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Title International Study of Comparative Health Effectiveness with Medical and Invasive Approaches
Year 2010
Contributor/Contact David Maron, Daniel Bryne, Frank Harrell, Terri Scott
CTSA Vanderbilt
Success Topic Collaboration, Direct clinical impact, Grants
Description of Success Herein is a BERD Success Story from design, planning, and implementation of a survey to determine if a clinical trial strategy would be acceptable to practitioners, to the design, planning, and implementation of an $84M multicenter clinical trial to assess the role of cardiac catheterization and revascularization in the initial management of stable ischemic heart disease (SIHD) patients with extensive ischemia.

It is unknown whether strongly held beliefs regarding the need for cardiac catheterization and revascularization in SIHD patients would preclude a study randomizing patients with significant ischemia to an initial conservative strategy without cardiac catheterization. In order to answer this question, the DBRE helped Vanderbilt cardiologist David Maron design and implement a multinational survey of cardiologists.

Development of this survey (and ultimately design of a multinational clinical trial) utilized most of Vanderbilt Institution for Clinical and Translational Research (VICTR) Design Biostatistics and Research Ethics (DBRE) programís resources: clinics, Studios, vouchers, REDCap expertise, and the expertise of many members of VICTR and other faculty in the Department of Biostatistics. The collaboration began with consideration of whether cardiologists would allow the intended patient population to be randomized. Dan Byrne, Terri Scott, and Frank Harrell worked intensively with Dr Maron to design a REDCap survey to be posted on websites of the American College of Cardiology Foundation and TCTMD.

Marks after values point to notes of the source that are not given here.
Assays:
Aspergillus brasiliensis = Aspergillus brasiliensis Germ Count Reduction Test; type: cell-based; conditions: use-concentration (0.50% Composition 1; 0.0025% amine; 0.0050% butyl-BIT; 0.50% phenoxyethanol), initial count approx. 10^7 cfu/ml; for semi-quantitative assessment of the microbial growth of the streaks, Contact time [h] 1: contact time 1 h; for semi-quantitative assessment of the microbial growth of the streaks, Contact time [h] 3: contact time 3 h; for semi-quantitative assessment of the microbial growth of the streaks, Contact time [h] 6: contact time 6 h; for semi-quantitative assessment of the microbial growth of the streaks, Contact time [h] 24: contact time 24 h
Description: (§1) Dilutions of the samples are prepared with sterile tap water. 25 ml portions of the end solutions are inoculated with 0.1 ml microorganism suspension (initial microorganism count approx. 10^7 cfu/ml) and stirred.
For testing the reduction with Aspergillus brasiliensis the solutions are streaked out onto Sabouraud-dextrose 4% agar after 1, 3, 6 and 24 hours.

This online survey queried cardiologistsí willingness to enroll a sample patient with frequent stable angina, >10% myocardial ischemia, and normal ejection fraction into a randomized trial with a 50% chance of being conservatively managed without cardiac catheterization. Among 499 respondents, 57% (95%CI: 53-62%) were willing to enroll the patient. Among 207 cardiologists not willing to enroll, 55% (95%CI: 48-61%) would do so if the patient would be excluded based on high-risk features from on stress imaging, yielding a total of 80% (95%CI: 76-83%) willing to enroll. No differences were observed among different types of cardiologists (interventional, invasive/non-interventional, and noninvasive).

These findings were used as part of the preliminary data that was submitted in the grant application for the randomized controlled trial. NHLBI decided to award the grant, which will test the hypothesis that in patients with moderate-to-severe ischemia on stress imaging, a routine early invasive strategy with cardiac catheterization followed by revascularization plus optimal medical therapy is superior to a conservative strategy of optimal medical therapy, with catheterization and revascularization reserved for those with a primary endpoint event or refractory symptoms. The Study Chair is Dr. Judith Hochman, NYU cardiologist and Co-Executive Director of the NYU Clinical and Translational Science Institute. Dr. Maron is the Principal Investigator and Study Co-Chair. Dr Harrell will head the Statistics Committee and the statistical analysis center for the DSMB of the study. The name of the trial isISCHEMIA: International Study of Comparative Health Effectiveness with Medical and Invasive Approaches.

During the CTSA-sponsored collaboration, the team examined many aspects of study design including dealing with crossovers, multiple endpoints, Bayesian sequential design, Bayesian inference, sizing the study for precision, and frequentist group sequential monitoring.
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Published_BERD_Watch Vanderbilt Advances Comparative Effectiveness Trial
Additional Information ISCHEMIA Trial Release Information
Disclaimer The views expressed within CTSpedia are those of the author and must not be taken to represent policy or guidance on the behalf of any organization or institution with which the author is affiliated.
Topic revision: r10 - 21 Jun 2012 - 13:24:05 - MaryBanach

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